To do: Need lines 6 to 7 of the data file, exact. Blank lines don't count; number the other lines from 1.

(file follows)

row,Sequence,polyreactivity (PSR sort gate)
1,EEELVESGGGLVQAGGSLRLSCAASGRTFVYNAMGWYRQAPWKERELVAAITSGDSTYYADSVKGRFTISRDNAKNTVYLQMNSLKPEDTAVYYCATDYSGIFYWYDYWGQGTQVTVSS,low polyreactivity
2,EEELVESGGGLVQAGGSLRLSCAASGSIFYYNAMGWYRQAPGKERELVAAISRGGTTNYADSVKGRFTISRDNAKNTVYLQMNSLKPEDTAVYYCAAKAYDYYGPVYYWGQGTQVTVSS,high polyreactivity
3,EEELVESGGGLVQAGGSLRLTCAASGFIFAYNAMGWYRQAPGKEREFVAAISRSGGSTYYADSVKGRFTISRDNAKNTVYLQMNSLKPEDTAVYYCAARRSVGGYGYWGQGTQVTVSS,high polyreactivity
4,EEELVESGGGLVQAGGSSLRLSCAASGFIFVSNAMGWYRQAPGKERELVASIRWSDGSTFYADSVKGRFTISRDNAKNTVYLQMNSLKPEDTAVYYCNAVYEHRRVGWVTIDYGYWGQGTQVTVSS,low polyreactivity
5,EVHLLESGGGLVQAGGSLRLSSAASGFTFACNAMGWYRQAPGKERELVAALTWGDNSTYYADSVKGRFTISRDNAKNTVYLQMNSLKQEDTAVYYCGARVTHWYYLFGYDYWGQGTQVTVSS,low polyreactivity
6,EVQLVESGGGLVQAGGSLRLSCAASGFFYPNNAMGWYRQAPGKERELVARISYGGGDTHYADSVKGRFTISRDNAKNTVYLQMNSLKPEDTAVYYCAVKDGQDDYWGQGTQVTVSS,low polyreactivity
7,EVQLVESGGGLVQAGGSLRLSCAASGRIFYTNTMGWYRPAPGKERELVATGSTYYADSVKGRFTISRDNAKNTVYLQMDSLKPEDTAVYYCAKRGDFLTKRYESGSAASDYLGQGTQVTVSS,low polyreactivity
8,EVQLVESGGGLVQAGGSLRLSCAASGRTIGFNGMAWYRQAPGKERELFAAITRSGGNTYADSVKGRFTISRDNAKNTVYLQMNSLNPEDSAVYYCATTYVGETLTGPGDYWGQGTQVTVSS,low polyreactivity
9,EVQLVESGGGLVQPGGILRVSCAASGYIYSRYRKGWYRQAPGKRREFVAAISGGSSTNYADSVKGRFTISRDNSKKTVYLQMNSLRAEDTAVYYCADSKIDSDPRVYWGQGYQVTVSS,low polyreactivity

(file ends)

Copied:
5,EVHLLESGGGLVQAGGSLRLSSAASGFTFACNAMGWYRQAPGKERELVAALTWGDNSTYYADSVKGRFTISRDNAKNTVYLQMNSLKQEDTAVYYCGARVTHWYYLFGYDYWGQGTQVTVSS,low polyreactivity
6,EVQLVESGGGLVQAGGSLRLSCAASGFFYPNNAMGWYRQAPGKERELVARISYGGGDTHYADSVKGRFTISRDNAKNTVYLQMNSLKPEDTAVYYCAVKDGQDDYWGQGTQVTVSS,low polyreactivity